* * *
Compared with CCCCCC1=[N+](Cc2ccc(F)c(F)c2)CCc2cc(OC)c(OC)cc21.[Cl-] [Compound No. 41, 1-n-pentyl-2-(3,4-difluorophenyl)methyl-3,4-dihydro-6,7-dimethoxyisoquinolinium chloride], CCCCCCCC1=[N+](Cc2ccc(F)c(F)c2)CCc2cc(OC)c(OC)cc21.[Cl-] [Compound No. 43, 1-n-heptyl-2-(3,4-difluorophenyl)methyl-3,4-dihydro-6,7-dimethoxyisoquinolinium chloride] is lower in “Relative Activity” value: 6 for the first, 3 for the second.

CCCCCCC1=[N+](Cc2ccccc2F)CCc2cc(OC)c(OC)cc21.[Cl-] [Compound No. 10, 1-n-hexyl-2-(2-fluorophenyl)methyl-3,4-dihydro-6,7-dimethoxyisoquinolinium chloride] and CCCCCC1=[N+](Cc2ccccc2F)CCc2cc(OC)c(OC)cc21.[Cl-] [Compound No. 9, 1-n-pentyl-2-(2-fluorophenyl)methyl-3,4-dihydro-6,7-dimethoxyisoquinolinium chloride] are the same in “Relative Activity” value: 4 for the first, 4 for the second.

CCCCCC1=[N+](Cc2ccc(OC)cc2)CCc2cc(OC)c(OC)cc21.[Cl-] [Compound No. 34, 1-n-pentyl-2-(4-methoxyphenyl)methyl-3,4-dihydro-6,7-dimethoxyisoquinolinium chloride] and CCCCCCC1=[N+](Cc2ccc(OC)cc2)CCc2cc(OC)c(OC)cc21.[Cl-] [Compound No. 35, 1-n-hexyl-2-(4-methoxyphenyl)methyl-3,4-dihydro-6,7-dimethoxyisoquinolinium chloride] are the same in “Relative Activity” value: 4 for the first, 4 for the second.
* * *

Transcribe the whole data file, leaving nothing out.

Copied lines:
Compared with CCCCCC1=[N+](Cc2ccc(F)c(F)c2)CCc2cc(OC)c(OC)cc21.[Cl-] [Compound No. 41, 1-n-pentyl-2-(3,4-difluorophenyl)methyl-3,4-dihydro-6,7-dimethoxyisoquinolinium chloride], CCCCCCCC1=[N+](Cc2ccc(F)c(F)c2)CCc2cc(OC)c(OC)cc21.[Cl-] [Compound No. 43, 1-n-heptyl-2-(3,4-difluorophenyl)methyl-3,4-dihydro-6,7-dimethoxyisoquinolinium chloride] is lower in “Relative Activity” value: 6 for the first, 3 for the second.

CCCCCCC1=[N+](Cc2ccccc2F)CCc2cc(OC)c(OC)cc21.[Cl-] [Compound No. 10, 1-n-hexyl-2-(2-fluorophenyl)methyl-3,4-dihydro-6,7-dimethoxyisoquinolinium chloride] and CCCCCC1=[N+](Cc2ccccc2F)CCc2cc(OC)c(OC)cc21.[Cl-] [Compound No. 9, 1-n-pentyl-2-(2-fluorophenyl)methyl-3,4-dihydro-6,7-dimethoxyisoquinolinium chloride] are the same in “Relative Activity” value: 4 for the first, 4 for the second.

CCCCCC1=[N+](Cc2ccc(OC)cc2)CCc2cc(OC)c(OC)cc21.[Cl-] [Compound No. 34, 1-n-pentyl-2-(4-methoxyphenyl)methyl-3,4-dihydro-6,7-dimethoxyisoquinolinium chloride] and CCCCCCC1=[N+](Cc2ccc(OC)cc2)CCc2cc(OC)c(OC)cc21.[Cl-] [Compound No. 35, 1-n-hexyl-2-(4-methoxyphenyl)methyl-3,4-dihydro-6,7-dimethoxyisoquinolinium chloride] are the same in “Relative Activity” value: 4 for the first, 4 for the second.